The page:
WASHINGTON — President Donald Trump threatened Wednesday to hold up coronavirus relief money for Michigan after he said — erroneously — the state had sent absentee ballots to millions of voters. It’s not clear that he can do so.
Michigan mailed applications for the absentee ballots, not the ballots themselves.
“Michigan sends absentee ballots to 7.7 million people ahead of Primaries and the General Election,” Trump tweeted Wednesday. “This was done illegally and without authorization by a rogue Secretary of State. I will ask to hold up funding to Michigan if they want to go down this Voter Fraud path!”
Trump later made a similar threat against Nevada, which has sent ballots to voters for its June 9 state primary, due to the COVID-19 pandemic. The upcoming election has no bearing on the presidential race because Nevada held its Democratic presidential caucus in February, and canceled its Republican presidential caucus.
A federal judge recently cleared Nevada’s decision to mail ballots, which were sent by the Republican secretary of state.
“State of Nevada ‘thinks’ that they can send out illegal vote by mail ballots, creating a great Voter Fraud scenario for the State and the U.S. They can’t! If they do, ‘I think’ I can hold up funds to the State. Sorry, but you must not cheat in elections,” Trump tweeted.
It was not immediately clear how Trump could delay the funds, which come from coronavirus relief spending measures he signed into law. Trump tagged his acting budget director, his chief of staff and the Treasury Department on the tweets.
Trump has been very vocal about his opposition to voting by mail, claiming the practice is ripe for fraud, although there is scant evidence of widespread wrongdoing with mail-in voting. Trump himself requested a mail ballot for Florida’s GOP primary last month, and he has voted absentee in previous elections.
Trump said people should have to show up at polling stations and present ID to vote. But the coronavirus pandemic has upended that long-standing practice with many voters fearful of waiting in line at polling stations and voting on machines that have been touched others.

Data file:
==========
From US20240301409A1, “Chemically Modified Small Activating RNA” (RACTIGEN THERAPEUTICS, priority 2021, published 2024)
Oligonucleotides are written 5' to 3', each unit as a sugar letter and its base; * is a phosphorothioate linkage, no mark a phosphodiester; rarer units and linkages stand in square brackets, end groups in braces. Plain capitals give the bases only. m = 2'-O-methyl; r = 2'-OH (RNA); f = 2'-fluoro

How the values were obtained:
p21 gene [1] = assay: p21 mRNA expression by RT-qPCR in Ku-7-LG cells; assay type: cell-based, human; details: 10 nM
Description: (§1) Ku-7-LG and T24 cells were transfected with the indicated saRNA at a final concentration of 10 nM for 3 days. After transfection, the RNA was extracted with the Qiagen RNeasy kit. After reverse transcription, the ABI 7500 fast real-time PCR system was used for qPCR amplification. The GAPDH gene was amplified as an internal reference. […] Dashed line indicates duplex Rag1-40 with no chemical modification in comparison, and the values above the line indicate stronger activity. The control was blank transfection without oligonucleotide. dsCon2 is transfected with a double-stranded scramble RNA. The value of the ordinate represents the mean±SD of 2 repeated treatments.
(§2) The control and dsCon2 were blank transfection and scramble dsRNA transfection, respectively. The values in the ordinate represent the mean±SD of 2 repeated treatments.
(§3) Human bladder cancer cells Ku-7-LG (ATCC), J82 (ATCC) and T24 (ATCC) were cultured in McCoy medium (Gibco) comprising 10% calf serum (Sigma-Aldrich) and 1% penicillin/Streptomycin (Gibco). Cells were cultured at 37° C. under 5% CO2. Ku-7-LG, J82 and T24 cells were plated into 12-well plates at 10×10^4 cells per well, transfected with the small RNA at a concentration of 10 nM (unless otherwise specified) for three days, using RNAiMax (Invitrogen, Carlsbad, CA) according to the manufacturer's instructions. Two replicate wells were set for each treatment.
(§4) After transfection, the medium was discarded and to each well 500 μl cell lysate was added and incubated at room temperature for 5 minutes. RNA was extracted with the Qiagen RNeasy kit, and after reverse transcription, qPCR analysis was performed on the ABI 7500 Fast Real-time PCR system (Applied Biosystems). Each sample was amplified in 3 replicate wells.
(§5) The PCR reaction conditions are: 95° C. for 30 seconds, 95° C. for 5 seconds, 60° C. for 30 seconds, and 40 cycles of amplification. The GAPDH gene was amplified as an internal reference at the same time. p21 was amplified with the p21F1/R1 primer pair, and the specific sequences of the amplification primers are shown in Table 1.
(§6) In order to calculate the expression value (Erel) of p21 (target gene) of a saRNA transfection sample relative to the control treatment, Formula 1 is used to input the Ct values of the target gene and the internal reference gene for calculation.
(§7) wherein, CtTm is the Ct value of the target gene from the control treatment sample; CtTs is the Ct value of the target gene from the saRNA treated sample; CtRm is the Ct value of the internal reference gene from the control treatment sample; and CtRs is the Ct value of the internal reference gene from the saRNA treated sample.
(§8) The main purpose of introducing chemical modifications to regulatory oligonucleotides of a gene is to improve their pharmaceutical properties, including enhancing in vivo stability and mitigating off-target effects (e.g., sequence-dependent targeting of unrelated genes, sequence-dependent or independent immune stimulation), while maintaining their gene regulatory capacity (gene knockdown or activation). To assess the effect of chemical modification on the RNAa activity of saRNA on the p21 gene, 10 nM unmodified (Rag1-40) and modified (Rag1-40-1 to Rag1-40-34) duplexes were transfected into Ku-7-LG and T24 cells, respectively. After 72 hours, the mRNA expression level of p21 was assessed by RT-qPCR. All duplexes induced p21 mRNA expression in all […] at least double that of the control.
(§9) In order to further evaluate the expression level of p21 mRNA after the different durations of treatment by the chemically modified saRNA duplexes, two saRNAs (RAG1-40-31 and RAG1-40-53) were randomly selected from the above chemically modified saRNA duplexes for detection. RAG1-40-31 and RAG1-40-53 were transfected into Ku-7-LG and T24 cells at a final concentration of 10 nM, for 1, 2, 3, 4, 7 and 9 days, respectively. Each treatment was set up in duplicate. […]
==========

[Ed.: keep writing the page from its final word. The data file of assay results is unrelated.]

Republicans have tried to portray Trump’s crusade against mail voting as a principled stand rather than a partisan attack on Democrats, but his tweets undermined that argument.
On Monday, Republican National Committee Chairwoman Ronna McDaniel said the party had no problem with a system like the one Michigan proposed.
Republicans have pushed back against Democratic plans to send ballots to all voters, as Nevada’s Republican secretary of state is doing for her state’s primary.
Trump’s own campaign has tried to present his opposition to mail ballots as nuanced rather than a blatant attempt to limit Democratic votes, insisting that a line should be drawn at sending ballots to all voters. Five states already mail ballots to all voters and there have been no major instances of fraud due to that system.
Michigan spent $4.5 million in federal funds to mail absentee ballot applications to all 7.7 million registered voters for the August primary and November general election. Michigan is a crucial presidential battleground state that Trump, a Republican, narrowly won in 2016.
Michigan is among states hardest hit by the coronavirus pandemic, and Trump and the state’s Democratic governor, Gretchen Whitmer, have clashed over federal assistance during the crisis. Trump tweeted Wednesday as the state grappled with its latest challenge, severe flooding in one central Michigan county after two dams failed, forcing thousands to evacuate.
Trump planned to visit Michigan on Thursday on a previously scheduled trip to tour Ford’s ventilator assembly plant in Ypsilanti.
Michigan’s Secretary of State Jocelyn Benson, a Democrat, announced the mailing Tuesday as part of the state’s efforts to confront voters’ concerns about the pandemic. Benson said the money came from $11.2 million it received from the federal government for elections.
Benson tweeted to Trump that her Republican counterparts in several states had also mailed ballot applications.
‘Hi! I also have a name, it’s Jocelyn Benson. And we sent applications, not ballots. Just like my GOP colleagues in Iowa, Georgia, Nebraska and West Virginia,'” she tweeted.
Republicans in Michigan’s GOP-led Legislature criticized the mailing Tuesday, saying local clerks traditionally have handled absentee ballot requests.
Normally in Michigan, it is up to voters to ask their local clerk for an absentee ballot.
The March presidential primary was the first major election in Michigan in which people could vote absentee without needing an excuse following the approval of a 2018 ballot initiative.
Associated Press writer David Eggert in Lansing, Michigan, and Nicholas Riccardi in Denver contributed to this report.